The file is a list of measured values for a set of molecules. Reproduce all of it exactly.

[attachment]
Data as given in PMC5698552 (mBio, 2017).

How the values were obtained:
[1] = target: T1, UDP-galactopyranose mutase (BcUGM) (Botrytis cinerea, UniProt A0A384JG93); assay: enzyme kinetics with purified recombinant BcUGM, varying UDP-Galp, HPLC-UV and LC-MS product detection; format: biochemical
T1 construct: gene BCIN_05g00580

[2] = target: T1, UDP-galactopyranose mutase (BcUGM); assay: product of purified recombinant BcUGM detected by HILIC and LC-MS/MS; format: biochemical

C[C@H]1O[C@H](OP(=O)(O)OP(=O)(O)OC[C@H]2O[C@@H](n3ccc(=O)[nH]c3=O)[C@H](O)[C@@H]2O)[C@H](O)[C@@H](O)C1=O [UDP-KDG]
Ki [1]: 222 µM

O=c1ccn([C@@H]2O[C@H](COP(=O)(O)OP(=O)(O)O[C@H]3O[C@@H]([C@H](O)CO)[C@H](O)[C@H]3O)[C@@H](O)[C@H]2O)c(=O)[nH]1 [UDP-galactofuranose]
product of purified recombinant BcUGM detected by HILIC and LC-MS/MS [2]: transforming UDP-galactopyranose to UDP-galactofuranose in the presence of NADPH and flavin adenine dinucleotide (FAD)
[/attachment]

Data as given in PMC5698552 (mBio, 2017).

How the values were obtained:
[1] = target: T1, UDP-galactopyranose mutase (BcUGM) (Botrytis cinerea, UniProt A0A384JG93); assay: enzyme kinetics with purified recombinant BcUGM, varying UDP-Galp, HPLC-UV and LC-MS product detection; format: biochemical
T1 construct: gene BCIN_05g00580

[2] = target: T1, UDP-galactopyranose mutase (BcUGM); assay: product of purified recombinant BcUGM detected by HILIC and LC-MS/MS; format: biochemical

C[C@H]1O[C@H](OP(=O)(O)OP(=O)(O)OC[C@H]2O[C@@H](n3ccc(=O)[nH]c3=O)[C@H](O)[C@@H]2O)[C@H](O)[C@@H](O)C1=O [UDP-KDG]
Ki [1]: 222 µM

O=c1ccn([C@@H]2O[C@H](COP(=O)(O)OP(=O)(O)O[C@H]3O[C@@H]([C@H](O)CO)[C@H](O)[C@H]3O)[C@@H](O)[C@H]2O)c(=O)[nH]1 [UDP-galactofuranose]
product of purified recombinant BcUGM detected by HILIC and LC-MS/MS [2]: transforming UDP-galactopyranose to UDP-galactofuranose in the presence of NADPH and flavin adenine dinucleotide (FAD)